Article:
Both the WG-60 and the HX99 have zoom lenses built in. The WG-60 has a 28-140mm f/3.5-5.5 optic and the HX99 offers a 24-720mm f/3.5-6.4 (focal lengths in full frame equivalent terms). Hence, the Sony provides a wider angle of view at the short end, as well as more tele-photo reach at the long end than the Ricoh. Both cameras offer the same maximum aperture.
The WG-60 writes its imaging data to SDXC cards, while the HX99 uses SDXC or Memory Stick PRO Duo cards.
Connectivity comparison: Ricoh WG-60 vs Sony HX99
For some imaging applications, the extent to which a camera can communicate with its environment can be an important aspect in the camera decision process. The table below provides an overview of the connectivity of the Ricoh WG-60 and Sony Cyber-shot DSC-HX99 and, in particular, the interfaces the cameras (and selected comparators) provide for accessory control and data transfer.
|Ricoh WG-60»||-||mono||mono||-||-||micro||2.0||-||-||-||Ricoh WG-60|
|Sony HX99«||-||stereo||mono||-||-||micro||2.0||Y||Y||Y||Sony HX99|
|Canon SX730« »||-||stereo||mono||-||-||micro||2.0||Y||Y||Y||Canon SX730|
|Fujifilm XP140« »||-||mono||mono||-||-||micro||2.0||Y||-||Y||Fujifilm XP140|
|Fujifilm XP130« »||-||mono||mono||-||-||micro||2.0||Y||-||Y||Fujifilm XP130|
|Nikon B600« »||-||stereo||mono||-||-||micro||2.0||Y||-||Y||Nikon B600|
|Nikon P1000« »||Y||stereo||mono||Y||-||micro||2.0||Y||-||Y||Nikon P1000|
|Nikon W300« »||-||stereo||mono||-||-||micro||2.0||Y||-||Y||Nikon W300|
|Panasonic TS7« »||-||stereo||mono||-||-||micro||2.0||Y||-||-||Panasonic TS7|
|Ricoh WG-6« »||-||mono||mono||-||-||micro||3.0||-||-||-||Ricoh WG-6|
|Sony HX95« »||-||stereo||mono||-||-||micro||2.0||Y||Y||Y||Sony HX95|
|Sony WX800« »||-||stereo||mono||-||-||micro||2.0||Y||Y||-||Sony WX800|
|Sony HX400V« »||Y||stereo||mono||-||-||micro||2.0||Y||Y||-||Sony HX400V|
It is notable that the HX99 offers wifi support, which can be a very convenient means to transfer image data to an off-camera location. In contrast, the WG-60 does not offer wifi capability.
Both the WG-60 and the HX99 are recent models that are part of the current product line-up. The WG-60 replaced the earlier Ricoh WG-50, while the HX99 does not have a direct predecessor. Further information on the two cameras (e.g. user guides, manuals), as well as related accessories, can be found on the official Ricoh and Sony websites.
Review summary: Ricoh WG-60 vs Sony HX99
So how do things add up? Which of the two cameras – the Ricoh WG-60 or the Sony HX99 – has the upper hand? Is one clearly better than the other? A synthesis of the relative strong points of each of the models is listed below.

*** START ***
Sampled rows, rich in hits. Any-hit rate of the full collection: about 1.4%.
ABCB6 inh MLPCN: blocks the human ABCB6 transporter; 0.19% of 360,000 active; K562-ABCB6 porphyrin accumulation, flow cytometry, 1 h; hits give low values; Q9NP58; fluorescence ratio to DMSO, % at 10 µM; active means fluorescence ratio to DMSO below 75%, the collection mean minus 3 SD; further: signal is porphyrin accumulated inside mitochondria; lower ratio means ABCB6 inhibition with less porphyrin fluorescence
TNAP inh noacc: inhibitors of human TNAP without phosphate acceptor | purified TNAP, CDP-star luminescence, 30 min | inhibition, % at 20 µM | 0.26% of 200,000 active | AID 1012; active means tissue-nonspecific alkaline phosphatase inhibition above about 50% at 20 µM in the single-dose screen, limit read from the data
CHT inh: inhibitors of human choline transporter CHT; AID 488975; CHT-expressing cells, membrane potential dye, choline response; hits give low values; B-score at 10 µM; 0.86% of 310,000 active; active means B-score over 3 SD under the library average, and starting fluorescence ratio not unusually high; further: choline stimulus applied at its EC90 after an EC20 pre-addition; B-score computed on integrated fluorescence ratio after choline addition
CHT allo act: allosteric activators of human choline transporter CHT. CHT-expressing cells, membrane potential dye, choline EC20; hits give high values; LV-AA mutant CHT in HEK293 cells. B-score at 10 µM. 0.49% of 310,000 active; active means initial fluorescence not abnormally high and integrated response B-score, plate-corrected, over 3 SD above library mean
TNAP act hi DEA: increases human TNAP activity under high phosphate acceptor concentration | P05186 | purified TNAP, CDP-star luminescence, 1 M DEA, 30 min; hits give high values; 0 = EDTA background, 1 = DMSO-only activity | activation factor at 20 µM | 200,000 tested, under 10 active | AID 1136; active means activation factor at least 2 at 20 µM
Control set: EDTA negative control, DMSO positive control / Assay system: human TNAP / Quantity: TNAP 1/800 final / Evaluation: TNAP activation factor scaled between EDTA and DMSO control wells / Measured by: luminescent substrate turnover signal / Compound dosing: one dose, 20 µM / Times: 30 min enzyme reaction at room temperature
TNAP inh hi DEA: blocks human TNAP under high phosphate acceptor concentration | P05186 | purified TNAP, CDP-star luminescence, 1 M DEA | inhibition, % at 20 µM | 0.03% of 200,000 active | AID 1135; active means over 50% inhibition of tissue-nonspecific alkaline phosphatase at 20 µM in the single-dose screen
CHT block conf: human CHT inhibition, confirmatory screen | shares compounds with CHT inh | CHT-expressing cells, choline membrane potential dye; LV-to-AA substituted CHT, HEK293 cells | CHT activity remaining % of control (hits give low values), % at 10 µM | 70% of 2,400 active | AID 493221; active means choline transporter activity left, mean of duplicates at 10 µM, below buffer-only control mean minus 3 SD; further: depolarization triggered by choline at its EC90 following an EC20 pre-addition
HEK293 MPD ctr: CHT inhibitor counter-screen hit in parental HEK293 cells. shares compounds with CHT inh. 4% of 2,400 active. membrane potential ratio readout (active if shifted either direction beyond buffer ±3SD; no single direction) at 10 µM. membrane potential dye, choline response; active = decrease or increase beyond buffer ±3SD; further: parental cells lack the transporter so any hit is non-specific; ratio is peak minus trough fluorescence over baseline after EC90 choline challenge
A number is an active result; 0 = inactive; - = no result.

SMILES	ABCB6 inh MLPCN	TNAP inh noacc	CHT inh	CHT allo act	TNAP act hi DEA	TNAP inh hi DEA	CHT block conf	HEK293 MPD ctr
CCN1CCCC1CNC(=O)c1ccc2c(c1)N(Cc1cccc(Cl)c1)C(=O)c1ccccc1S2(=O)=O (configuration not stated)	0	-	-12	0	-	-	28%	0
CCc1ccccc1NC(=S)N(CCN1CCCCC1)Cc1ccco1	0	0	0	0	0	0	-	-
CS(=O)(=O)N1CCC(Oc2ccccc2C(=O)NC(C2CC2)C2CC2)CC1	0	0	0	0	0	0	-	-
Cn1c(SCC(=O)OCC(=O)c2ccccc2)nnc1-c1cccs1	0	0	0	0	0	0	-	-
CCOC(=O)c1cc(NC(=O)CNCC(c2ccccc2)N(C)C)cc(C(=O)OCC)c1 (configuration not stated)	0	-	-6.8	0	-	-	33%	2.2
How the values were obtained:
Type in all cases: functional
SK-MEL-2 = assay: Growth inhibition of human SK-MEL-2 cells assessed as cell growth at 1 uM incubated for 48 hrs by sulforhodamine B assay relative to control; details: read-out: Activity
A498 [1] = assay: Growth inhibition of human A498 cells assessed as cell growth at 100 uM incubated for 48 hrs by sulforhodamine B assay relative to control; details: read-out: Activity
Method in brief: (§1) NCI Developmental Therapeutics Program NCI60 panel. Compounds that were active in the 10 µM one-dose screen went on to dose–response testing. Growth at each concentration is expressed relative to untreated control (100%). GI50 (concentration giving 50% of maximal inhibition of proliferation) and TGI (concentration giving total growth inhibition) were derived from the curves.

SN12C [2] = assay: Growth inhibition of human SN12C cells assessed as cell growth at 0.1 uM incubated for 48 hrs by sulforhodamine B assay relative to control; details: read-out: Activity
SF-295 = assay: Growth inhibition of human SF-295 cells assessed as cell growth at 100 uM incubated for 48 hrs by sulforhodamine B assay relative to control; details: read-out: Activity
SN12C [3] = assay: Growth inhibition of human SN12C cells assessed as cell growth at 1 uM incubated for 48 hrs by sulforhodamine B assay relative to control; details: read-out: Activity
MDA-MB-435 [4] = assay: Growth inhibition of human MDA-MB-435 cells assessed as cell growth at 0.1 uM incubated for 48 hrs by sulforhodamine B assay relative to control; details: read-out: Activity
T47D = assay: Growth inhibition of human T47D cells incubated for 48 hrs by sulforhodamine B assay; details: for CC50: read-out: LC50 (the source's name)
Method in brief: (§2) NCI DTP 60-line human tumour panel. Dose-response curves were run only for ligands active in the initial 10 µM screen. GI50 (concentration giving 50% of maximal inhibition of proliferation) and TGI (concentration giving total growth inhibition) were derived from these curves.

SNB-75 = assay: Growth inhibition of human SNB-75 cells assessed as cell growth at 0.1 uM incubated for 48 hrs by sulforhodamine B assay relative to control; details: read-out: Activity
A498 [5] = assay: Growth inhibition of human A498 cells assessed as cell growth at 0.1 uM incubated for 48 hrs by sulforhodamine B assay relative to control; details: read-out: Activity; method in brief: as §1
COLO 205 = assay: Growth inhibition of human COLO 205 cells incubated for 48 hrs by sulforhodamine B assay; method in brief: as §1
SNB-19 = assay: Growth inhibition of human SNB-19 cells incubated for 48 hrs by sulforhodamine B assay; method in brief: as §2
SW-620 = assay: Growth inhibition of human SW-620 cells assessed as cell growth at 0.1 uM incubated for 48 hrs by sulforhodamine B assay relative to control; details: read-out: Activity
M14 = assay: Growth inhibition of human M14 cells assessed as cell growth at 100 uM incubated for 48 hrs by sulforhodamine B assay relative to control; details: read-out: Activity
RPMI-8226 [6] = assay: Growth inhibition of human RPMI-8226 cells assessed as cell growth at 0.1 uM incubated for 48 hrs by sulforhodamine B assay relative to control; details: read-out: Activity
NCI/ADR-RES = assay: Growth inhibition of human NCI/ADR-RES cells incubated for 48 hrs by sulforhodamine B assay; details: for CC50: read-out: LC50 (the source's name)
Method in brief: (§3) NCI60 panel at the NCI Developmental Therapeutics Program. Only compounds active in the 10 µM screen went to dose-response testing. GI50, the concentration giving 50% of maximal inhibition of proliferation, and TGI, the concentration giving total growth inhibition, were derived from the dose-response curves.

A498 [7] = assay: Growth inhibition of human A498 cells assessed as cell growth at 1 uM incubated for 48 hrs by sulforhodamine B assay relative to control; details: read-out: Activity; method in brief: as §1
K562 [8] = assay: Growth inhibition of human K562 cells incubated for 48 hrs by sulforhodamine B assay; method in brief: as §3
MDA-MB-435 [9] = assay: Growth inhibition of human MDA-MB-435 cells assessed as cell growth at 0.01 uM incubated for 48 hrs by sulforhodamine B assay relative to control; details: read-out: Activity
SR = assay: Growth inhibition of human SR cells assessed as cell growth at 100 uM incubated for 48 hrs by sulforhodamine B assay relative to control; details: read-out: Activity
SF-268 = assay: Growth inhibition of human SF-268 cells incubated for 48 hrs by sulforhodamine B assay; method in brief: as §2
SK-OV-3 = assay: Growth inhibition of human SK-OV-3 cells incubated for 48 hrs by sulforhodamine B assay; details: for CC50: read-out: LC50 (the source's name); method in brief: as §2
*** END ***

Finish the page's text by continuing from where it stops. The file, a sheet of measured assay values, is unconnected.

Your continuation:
Arguments in favor of the Ricoh WG-60:
- Faster shutter: Has higher mechanical shutter speed (1/4000s vs 1/2000s) to freeze action.
- Easier time-lapse photography: Has an intervalometer built-in for low frequency shooting.
- Less heavy: Is lighter (by 49g or 20 percent) and hence easier to carry around.
- Better sealing: Is weather sealed to enable shooting in dusty or wet environments.
- Water-proof: Is rugged and sealed and can thus be used for underwater photography (up to 14m).
- More affordable: Was introduced into a lower priced category (38 percent cheaper at launch).
Reasons to prefer the Sony Cyber-shot DSC-HX99:
- More detail: Has more megapixels (18 vs 15.9MP), which boosts linear resolution by 6%.
- Better video: Provides higher definition movie capture (4K/30p vs 1080/60p).
- Easier framing: Has an electronic viewfinder for image framing and settings control.
- Larger screen: Has a bigger rear LCD (3.0" vs 2.7") for image review and settings control.
- More detailed LCD: Has a higher resolution rear screen (922k vs 230k dots).
- More flexible LCD: Has a tilting screen for odd-angle shots in landscape orientation.
- Fewer buttons to press: Has a touchscreen to facilitate handling and shooting adjustments.
- More selfie-friendly: Has an articulated screen that can be turned to be front-facing.
- Faster burst: Shoots at higher frequency (10 vs 8 flaps/sec) to capture the decisive moment.
- Wider view: Has a wider-angle lens that facilitates landscape or interior shots.
- More tele-reach: Has a longer tele-lens for perspective compression and subject magnification.
- More compact: Is smaller (102x58mm vs 123x62mm) and will fit more readily into a bag.
- Longer lasting: Gets more shots (370 versus 300) out of a single battery charge.
- Easier travel charging: Can be conveniently charged via its USB port.
- Sharper images: Has stabilization technology built-in to reduce the impact of hand-shake.
- Easier file upload: Has wifi built in for automatic backup or image transfer to the web.
- Easier device pairing: Supports NFC for fast wireless image transfer over short distances.
- Easier wireless transfer: Supports Bluetooth for image sharing without cables.
If the count of individual advantages (bullet points above) is taken as a guide, the HX99 is the clear winner of the contest (17 : 6 points). However, the pertinence of the various camera strengths will differ across photographers, so that you might want to weigh individual camera traits according to their importance for your own imaging needs before making a camera decision. A professional wedding photographer will view the differences between cameras in a way that diverges from the perspective of a travel photog, and a person interested in cityscapes has distinct needs from a macro shooter. Hence, the decision which camera is best and worth buying is often a very personal one.
How about other alternatives? Do the specifications of the Ricoh WG-60 and the Sony HX99 place the cameras among the top in their class? Find out in the latest Best Travel-Zoom Camera and Best Superzoom Camera listings whether the two cameras rank among the cream of the crop.